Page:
09.24.2020
By Shanny Basar

CFTC Emphasizes Setting Carbon Price

Rostin Behnam, commissioner at the US Commodity Futures Trading Commission, said establishing a price on carbon in the US is the most important step to manage climate risk and drive the appropriate allocation of capital.

Benham sponsored the report, Managing Climate Risk in the U.S. Financial System, from the CFTC’s market risk advisory committee which was released this month. The climate subcommittee voted unanimously 34-0 to adopt the report.

The commissioner gave a keynote speech yesterday at the The Rise of the Green Economy webinar hosted by FTSE Russell and PRI.

Rostin Behnam, CFTC

Behnam said that after many conversations and  seeing the work done overseas it was important for US financial markets to measure risk from climate change. He continued that  escalating weather events such as the the current fires on the West coast and the stronger hurricane season pose significant challenges to the financial system and long-term economic growth.

“Our report made 53 recommendations but  number one is setting the price of carbon to drive the appropriate allocation of capital,” he said. “The US is behind but this is an effort to level the playing field.”

The report is the first of-its-kind effort from a U.S. government entity. Behnam said he began the effort to examine climate-related impacts on the financial system in June last year. The regulator then set up the Climate-Related Market Risk Subcommittee, under chair Bob Litterman, which had diverse members ranging from financial markets, the banking and insurance sectors to the environmental and sustainability public policy sector, and academia.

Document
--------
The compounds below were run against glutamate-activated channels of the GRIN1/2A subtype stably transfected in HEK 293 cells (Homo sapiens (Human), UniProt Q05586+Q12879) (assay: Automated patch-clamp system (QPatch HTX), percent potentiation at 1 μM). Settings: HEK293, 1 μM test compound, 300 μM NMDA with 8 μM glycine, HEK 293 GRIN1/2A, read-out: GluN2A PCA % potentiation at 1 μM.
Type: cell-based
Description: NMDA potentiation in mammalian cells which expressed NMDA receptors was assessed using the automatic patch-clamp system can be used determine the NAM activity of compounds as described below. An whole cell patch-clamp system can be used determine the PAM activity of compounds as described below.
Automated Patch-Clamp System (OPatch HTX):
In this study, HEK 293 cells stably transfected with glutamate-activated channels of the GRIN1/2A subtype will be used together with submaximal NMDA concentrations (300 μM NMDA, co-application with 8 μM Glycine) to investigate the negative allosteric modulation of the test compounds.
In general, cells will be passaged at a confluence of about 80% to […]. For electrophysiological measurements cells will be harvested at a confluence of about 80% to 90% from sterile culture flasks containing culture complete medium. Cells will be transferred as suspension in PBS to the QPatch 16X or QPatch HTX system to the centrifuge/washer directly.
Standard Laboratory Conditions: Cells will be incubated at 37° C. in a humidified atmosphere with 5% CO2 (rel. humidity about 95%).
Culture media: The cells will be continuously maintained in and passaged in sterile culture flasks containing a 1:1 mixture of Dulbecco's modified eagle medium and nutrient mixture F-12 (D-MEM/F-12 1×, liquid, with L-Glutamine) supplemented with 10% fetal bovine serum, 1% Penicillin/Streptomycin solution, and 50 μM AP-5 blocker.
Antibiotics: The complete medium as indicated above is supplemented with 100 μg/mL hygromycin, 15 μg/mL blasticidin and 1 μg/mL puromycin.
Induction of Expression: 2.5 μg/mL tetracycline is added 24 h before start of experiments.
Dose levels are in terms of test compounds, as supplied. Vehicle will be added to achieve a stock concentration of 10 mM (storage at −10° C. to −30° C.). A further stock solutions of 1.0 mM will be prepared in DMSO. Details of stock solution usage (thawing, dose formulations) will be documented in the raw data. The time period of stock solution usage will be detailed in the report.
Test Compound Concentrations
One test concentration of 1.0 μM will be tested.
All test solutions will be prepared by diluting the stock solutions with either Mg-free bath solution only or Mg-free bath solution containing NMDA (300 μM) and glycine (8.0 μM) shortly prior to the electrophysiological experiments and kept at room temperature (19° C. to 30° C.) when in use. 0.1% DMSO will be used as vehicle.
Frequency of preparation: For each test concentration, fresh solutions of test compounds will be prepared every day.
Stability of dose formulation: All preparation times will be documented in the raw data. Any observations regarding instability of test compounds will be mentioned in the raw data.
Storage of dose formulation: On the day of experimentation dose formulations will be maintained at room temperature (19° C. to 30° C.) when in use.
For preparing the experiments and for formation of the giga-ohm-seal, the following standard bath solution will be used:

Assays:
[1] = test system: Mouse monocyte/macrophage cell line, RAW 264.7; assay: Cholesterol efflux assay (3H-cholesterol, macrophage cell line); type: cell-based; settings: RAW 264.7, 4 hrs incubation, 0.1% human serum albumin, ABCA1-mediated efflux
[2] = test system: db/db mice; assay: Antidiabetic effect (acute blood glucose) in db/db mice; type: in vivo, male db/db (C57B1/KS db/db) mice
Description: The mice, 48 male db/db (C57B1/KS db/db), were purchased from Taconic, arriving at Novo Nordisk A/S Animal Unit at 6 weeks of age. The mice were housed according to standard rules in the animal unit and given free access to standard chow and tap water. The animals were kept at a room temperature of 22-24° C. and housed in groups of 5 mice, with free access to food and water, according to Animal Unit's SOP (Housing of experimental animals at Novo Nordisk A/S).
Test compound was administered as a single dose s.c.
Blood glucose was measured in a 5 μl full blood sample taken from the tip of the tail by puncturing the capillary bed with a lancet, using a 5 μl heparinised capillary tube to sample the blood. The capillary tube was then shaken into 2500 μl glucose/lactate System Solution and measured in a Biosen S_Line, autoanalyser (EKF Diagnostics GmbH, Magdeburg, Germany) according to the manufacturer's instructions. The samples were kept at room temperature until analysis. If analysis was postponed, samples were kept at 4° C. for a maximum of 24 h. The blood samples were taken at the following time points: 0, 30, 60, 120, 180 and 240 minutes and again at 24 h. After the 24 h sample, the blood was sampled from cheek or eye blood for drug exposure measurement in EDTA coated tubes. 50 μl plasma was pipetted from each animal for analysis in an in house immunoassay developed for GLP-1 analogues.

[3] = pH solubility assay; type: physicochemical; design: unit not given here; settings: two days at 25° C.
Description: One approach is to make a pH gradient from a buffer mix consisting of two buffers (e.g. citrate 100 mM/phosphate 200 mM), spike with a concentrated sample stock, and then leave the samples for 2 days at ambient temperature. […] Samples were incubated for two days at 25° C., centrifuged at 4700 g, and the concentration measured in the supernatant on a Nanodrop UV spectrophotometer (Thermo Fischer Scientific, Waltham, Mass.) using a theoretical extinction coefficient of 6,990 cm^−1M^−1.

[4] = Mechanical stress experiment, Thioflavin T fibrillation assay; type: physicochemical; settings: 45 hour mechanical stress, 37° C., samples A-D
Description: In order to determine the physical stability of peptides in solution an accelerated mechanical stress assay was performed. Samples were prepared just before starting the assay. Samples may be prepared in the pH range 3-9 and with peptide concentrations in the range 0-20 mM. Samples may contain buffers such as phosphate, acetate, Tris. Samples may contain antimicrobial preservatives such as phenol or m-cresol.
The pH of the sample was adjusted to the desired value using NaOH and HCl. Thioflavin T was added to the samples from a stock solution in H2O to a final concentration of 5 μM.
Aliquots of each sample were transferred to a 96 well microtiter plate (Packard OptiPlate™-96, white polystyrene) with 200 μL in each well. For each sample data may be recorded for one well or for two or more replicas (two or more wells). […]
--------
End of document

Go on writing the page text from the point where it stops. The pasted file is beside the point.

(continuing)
The CFTC said: “This report recognizes that pricing carbon is beyond the remit of financial regulators; it is the job of Congress.”

Buy side

Herman Bril, director of office of investment management at the United Nations Joint Staff Pension Fund, agreed on the webinar agreed that a carbon price is very important.

“Finance cannot solve the climate change crisis on its own and there also needs to be action from government and companies,” he said.

Bril continued that the pension fund has taken several steps since 2000 to respond to climate change with the most recent being divestment from coal.

“We set a target of divesting from coal in the energy sector before end of this year and reached our goal at the beginning of this month,” he said.

Pedro Guazo, representative of the Secretary-General for the investment of the UNJSPF assets, said in a statement at the time: “This is a major step that shows our commitment to sustainable investing.”

Nearly all, 84% of the assets of the UN pension fund are managed internally. Bril said the fund screens for exclusions, such as with coal, fully integrates environmental, social and governance criteria across all asset classes and believes in stewardship and proxy voting.

The fund has partnered with a climate boutique to translate climate change scenarios into investments.

“Every stock has an e-score for transition risk which is forward looking and not based just on the current carbon footprint,” he said.

Geneviève Bouthillier, managing director, private mid-market companies & stewardship investing at CDPQ, said climate change became a priority in 2017 for the pension fund for Quebec.

“We retro-engineered our carbon intensity budget based on science-based targets across all asset classes,” she said. “The reduction in carbon footprint in our portfolio is linked to compensation.”

Craig Mackenzie, head of strategic asset allocation at Aberdeen Standard, said the identification of green securities needs to be industrialised.

“The industry also needs to shift to net zero and commit to decarbonization,” he added. “Firms need to publish targets and demonstrate transition.”

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